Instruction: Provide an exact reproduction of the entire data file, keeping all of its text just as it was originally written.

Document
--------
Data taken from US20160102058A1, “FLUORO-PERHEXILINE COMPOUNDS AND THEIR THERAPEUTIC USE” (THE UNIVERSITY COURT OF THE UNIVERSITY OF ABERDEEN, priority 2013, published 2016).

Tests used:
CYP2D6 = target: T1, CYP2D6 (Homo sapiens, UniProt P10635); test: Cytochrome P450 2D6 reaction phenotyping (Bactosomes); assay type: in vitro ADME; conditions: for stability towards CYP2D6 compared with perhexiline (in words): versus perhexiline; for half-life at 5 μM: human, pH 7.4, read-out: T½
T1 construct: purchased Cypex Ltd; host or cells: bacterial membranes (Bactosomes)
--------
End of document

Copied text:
Data taken from US20160102058A1, “FLUORO-PERHEXILINE COMPOUNDS AND THEIR THERAPEUTIC USE” (THE UNIVERSITY COURT OF THE UNIVERSITY OF ABERDEEN, priority 2013, published 2016).

Tests used:
CYP2D6 = target: T1, CYP2D6 (Homo sapiens, UniProt P10635); test: Cytochrome P450 2D6 reaction phenotyping (Bactosomes); assay type: in vitro ADME; conditions: for stability towards CYP2D6 compared with perhexiline (in words): versus perhexiline; for half-life at 5 μM: human, pH 7.4, read-out: T½
T1 construct: purchased Cypex Ltd; host or cells: bacterial membranes (Bactosomes)